Fog water collectors on El Tofo mountain, Chile. Water from the fog condenses on these large nets.
Click on image for full size
Courtesy of IDRC / CDRI; Photographer Sitoo Mukerji

Finding Water in the Sky

The Atacama Desert is one of the driest places on Earth. The lack of water makes life hard, yet more than a million people live there. One place where people get the water they need to survive is from the sky.

Rain may be uncommon, but fog, called camanchaca by Chileans, often fills the sky in the Atacama near the coast. And fog is made of water. By extracting the water from the fog, some of the people who live in the Atacama Desert are able to get the water they need.

People there have been capturing water from fog for over a decade using screens that have very small mesh. The water in the fog condenses on the screens and drips into troughs below. Pipes carry the water to where it will be used. The first project collecting water with screens was installed on Chile’s El Tofo Mountain in the early 1990s. The idea caught on and now there are fog collectors installed in 25 countries in Africa, South and Central America, the Caribbean, and Asia.

The people in the Atacama also have a much longer history of collecting water from the air. For hundreds of years, native people in the Andes harvested water from the air by capturing the morning dew. They dug pits into the ground to hold buckets and made funnels from branches to channel water into the buckets. Lids made of branches and leaves kept the water from evaporating. The trap was left overnight and the water collected in the morning after dew formed.

Last modified September 18, 2008 by Lisa Gardiner.

You might also be interested in:

Cool It! Game

Check out our online store - minerals, fossils, books, activities, jewelry, and household items!...more

Atacama Desert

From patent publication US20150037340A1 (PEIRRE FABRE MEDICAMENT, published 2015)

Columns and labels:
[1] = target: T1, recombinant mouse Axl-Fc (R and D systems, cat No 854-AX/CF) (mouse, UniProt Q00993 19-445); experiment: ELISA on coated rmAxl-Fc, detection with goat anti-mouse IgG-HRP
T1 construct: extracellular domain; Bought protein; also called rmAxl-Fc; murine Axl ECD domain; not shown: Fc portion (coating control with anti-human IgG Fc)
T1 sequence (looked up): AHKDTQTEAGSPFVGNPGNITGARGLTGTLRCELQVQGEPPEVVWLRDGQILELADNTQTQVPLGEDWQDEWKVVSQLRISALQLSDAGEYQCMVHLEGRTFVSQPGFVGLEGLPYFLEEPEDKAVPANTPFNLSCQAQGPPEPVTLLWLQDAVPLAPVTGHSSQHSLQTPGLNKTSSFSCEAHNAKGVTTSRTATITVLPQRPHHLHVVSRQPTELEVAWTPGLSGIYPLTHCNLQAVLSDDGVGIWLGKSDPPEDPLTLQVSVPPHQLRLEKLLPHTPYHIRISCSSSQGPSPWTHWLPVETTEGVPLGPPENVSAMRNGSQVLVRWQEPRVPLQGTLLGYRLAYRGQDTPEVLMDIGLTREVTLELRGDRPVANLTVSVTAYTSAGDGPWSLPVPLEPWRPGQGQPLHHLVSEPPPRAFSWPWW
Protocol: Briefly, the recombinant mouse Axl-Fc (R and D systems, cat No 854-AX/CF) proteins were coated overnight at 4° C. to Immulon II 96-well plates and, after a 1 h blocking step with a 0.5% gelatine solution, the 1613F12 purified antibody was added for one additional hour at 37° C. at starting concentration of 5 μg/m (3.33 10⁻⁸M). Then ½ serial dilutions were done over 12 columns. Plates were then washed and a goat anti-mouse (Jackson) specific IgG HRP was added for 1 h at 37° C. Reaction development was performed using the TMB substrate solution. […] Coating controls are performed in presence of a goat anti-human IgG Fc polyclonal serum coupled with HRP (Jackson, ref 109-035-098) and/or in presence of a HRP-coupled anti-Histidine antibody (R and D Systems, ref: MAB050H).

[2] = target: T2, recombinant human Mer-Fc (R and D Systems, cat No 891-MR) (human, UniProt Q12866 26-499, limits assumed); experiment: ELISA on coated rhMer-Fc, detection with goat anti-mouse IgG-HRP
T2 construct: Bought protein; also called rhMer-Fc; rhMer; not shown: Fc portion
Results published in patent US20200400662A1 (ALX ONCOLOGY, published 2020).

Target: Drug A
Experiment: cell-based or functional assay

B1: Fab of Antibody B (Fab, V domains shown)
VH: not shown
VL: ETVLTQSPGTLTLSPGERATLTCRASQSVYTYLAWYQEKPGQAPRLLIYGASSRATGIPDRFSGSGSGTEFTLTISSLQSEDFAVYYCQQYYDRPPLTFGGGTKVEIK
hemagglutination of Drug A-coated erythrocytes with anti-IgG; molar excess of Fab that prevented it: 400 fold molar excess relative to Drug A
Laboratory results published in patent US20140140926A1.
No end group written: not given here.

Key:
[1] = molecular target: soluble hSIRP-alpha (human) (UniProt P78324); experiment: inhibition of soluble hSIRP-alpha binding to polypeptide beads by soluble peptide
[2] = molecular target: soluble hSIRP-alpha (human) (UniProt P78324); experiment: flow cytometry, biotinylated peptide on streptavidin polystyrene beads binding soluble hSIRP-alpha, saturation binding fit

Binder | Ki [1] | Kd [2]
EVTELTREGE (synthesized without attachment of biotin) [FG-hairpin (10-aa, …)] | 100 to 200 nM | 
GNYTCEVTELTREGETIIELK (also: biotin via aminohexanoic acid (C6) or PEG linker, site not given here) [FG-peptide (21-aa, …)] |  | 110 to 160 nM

The Atacama Desert is one of the driest places on Earth. The Atacama is in the country of Chile in South America. In an average year, much of this desert gets less than 1 millimeter (0.04 inch) of rain!...more


Rain is precipitation that falls to the Earth in drops of 5mm or more in diameter according to the US National Weather Service. Virga is rain that evaporates before reaching the ground. Raindrops form...more


Fog is a ground-level cloud. There are several ways that fog forms. It usually forms when moist air travels over cold land or water. The moist air cools down and the water vapor condenses and forms a cloud...more

Life in the Atacama Desert

The Atacama Desert in Chile is one of the driest places on Earth. Some plants, animals, and microbes manage to survive there, though. People live and work in the Atacama Desert, too. Places like the Atacama,...more


Condensation is the process by which water changes its state from a vapor or gas to a liquid. Condensation is responsible for the formation of clouds. Common examples of condensation are: dew forming on...more

Extreme Weather in the Southeast Pacific

The weather in the Southeast Pacific region can be considered extreme, in the sense that it receives very little rainfall and is extremely dry. For example, some places in the Atacama Desert in Chile receive...more

What is VOCALS?

What if you wanted to learn more about the climate of a very large area of the world? What would be involved in studying how the oceans, land, and atmosphere interact? You would need to have a team of...more

Windows to the Universe, a project of the National Earth Science Teachers Association, is sponsored in part is sponsored in part through grants from federal agencies (NASA and NOAA), and partnerships with affiliated organizations, including the American Geophysical Union, the Howard Hughes Medical Institute, the Earth System Information Partnership, the American Meteorological Society, the National Center for Science Education, and TERC. The American Geophysical Union and the American Geosciences Institute are Windows to the Universe Founding Partners. NESTA welcomes new Institutional Affiliates in support of our ongoing programs, as well as collaborations on new projects. Contact NESTA for more information. NASA ESIP NCSE HHMI AGU AGI AMS NOAA